No one is more excited about going on vacation than you. Yet no one has more angst about taking time away from the office than you. With proper planning, you can eliminate the stomach ulcers and last-minute marathon sprints to get everything done before you leave. Isn’t that what we tell our clients? “With proper planning….”
This year has been the year of vacations for me. In February, my family took its first winter break to go skiing. My children are five years old and I figured it was the best age to introduce them to the sport. In April, we went to Arizona to enjoy the desert. Then, in June, we went to the beach for a week. That made three one-week vacations within six months. Last January, I was paralyzed at the thought of being gone so much. How would the office make money in my absence? How would the work get done?
Knowing this was coming, I made three necessary changes to the structure of my office.
- In December, I hired a full-time marketing associate. With the financial goals the team set, it was imperative that the firm extend its efforts to get our name out there and have a greater presence in the community.
- To help manage the increased workflow, whether I was in the office or on vacation, in December I also added an “of counsel” attorney who works in the office two days a week, meeting new clients and participating in all document signing appointments. That allows my office to accept more appointments and gives me an entire day to work on client files, since I am no longer doing the signings. More importantly, when I am out of town, we are still making money because the attorney is meeting new clients while I am gone.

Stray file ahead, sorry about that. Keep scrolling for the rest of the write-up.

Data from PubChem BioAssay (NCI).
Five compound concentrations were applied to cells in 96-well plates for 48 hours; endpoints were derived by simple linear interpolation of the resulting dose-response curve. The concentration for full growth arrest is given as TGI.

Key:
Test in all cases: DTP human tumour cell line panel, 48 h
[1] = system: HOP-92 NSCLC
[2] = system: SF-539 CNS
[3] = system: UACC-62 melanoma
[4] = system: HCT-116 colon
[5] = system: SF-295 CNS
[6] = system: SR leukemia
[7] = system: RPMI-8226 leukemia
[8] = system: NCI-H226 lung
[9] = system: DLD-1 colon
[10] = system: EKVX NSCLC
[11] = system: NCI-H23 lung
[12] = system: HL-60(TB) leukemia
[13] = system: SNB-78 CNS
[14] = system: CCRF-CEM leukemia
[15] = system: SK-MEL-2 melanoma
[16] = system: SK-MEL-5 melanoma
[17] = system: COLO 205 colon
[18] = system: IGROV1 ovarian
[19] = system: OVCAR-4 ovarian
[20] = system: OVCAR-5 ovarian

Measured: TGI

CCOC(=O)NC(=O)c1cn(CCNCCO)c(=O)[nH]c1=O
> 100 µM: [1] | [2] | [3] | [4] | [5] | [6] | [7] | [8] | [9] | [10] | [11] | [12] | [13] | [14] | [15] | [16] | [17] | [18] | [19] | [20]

- In March, I promoted my government assistant paralegal to “manager” and hired another full-time paralegal. The manager now supervises two government assistance paralegals, is the first-line review authority for all of their work, and prepares the first draft of any VA or Medicaid appeals. This automatically shifted my role into reviewing, not doing, and dramatically reduced my time working on files.
To accommodate the workflow, I hired additional team members. Yes, overhead expenses have definitely increased. However, I never add a staff person unless the addition either makes the firm more money or creates more free time for me, or both. When it does that, it is an investment, not an expense.
What do you want more of – time or money? What kind of changes to your structure are you willing to make to achieve what you want?
To maximize productivity, we all need to take a vacation to rejuvenate. Don’t skip it, just plan for it. If you want to learn more about how Lawyers With Purpose can help you grown your practice and your revenue, join our Having The Time To Have It All webinar on Thursday, July 23rd at 2 EST. Register now and reserve your spot today!
Victoria L. Collier, Veteran of the United States Air Force, 1989-1995 and United States Army Reserves, 2001-2004. Victoria is a Certified Elder Law Attorney through the National Elder Law Foundation, Author of 47 Secret Veterans Benefits for Seniors, Author of Paying for Long Term Care: Financial Help for Wartime Veterans: The VA Aid & Attendance Benefit, Founder of The Elder & Disability Law Firm of Victoria L. Collier, PC, Co-Founder of Lawyers With Purpose, Co-Founder of Veterans Advocate Group of America.